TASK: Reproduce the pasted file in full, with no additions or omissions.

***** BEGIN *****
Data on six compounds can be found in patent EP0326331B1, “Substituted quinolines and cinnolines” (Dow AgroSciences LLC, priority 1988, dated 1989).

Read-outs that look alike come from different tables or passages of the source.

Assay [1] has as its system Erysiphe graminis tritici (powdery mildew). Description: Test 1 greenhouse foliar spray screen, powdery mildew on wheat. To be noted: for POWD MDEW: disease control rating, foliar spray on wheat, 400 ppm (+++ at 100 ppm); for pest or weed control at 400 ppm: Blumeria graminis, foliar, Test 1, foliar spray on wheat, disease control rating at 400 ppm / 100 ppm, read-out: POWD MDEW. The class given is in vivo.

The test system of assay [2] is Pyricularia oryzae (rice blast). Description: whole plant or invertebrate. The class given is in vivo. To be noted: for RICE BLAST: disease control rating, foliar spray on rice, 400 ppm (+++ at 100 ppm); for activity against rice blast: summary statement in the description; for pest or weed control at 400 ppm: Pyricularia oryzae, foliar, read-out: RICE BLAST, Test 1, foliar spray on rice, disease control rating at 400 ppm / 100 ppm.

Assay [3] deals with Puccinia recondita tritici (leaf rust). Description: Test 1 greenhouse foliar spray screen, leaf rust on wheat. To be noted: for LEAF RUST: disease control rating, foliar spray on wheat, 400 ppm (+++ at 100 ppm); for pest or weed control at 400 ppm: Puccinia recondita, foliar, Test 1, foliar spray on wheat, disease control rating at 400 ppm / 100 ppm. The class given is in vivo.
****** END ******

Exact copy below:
Data on six compounds can be found in patent EP0326331B1, “Substituted quinolines and cinnolines” (Dow AgroSciences LLC, priority 1988, dated 1989).

Read-outs that look alike come from different tables or passages of the source.

Assay [1] has as its system Erysiphe graminis tritici (powdery mildew). Description: Test 1 greenhouse foliar spray screen, powdery mildew on wheat. To be noted: for POWD MDEW: disease control rating, foliar spray on wheat, 400 ppm (+++ at 100 ppm); for pest or weed control at 400 ppm: Blumeria graminis, foliar, Test 1, foliar spray on wheat, disease control rating at 400 ppm / 100 ppm, read-out: POWD MDEW. The class given is in vivo.

The test system of assay [2] is Pyricularia oryzae (rice blast). Description: whole plant or invertebrate. The class given is in vivo. To be noted: for RICE BLAST: disease control rating, foliar spray on rice, 400 ppm (+++ at 100 ppm); for activity against rice blast: summary statement in the description; for pest or weed control at 400 ppm: Pyricularia oryzae, foliar, read-out: RICE BLAST, Test 1, foliar spray on rice, disease control rating at 400 ppm / 100 ppm.

Assay [3] deals with Puccinia recondita tritici (leaf rust). Description: Test 1 greenhouse foliar spray screen, leaf rust on wheat. To be noted: for LEAF RUST: disease control rating, foliar spray on wheat, 400 ppm (+++ at 100 ppm); for pest or weed control at 400 ppm: Puccinia recondita, foliar, Test 1, foliar spray on wheat, disease control rating at 400 ppm / 100 ppm. The class given is in vivo.